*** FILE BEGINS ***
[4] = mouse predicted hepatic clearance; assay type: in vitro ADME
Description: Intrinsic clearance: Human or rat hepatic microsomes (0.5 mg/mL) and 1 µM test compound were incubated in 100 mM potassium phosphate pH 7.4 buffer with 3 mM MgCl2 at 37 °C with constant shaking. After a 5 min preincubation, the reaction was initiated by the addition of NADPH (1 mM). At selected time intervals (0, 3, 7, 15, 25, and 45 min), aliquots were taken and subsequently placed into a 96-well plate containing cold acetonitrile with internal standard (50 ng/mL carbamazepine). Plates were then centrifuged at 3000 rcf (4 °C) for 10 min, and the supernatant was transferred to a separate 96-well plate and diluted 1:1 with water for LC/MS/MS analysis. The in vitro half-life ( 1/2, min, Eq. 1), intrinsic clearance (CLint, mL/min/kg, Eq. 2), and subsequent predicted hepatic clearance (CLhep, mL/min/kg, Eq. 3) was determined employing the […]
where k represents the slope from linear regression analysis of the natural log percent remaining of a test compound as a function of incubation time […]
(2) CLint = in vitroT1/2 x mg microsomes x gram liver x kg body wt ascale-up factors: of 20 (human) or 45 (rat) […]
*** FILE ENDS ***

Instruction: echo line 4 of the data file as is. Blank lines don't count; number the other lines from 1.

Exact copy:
(2) CLint = in vitroT1/2 x mg microsomes x gram liver x kg body wt ascale-up factors: of 20 (human) or 45 (rat) […]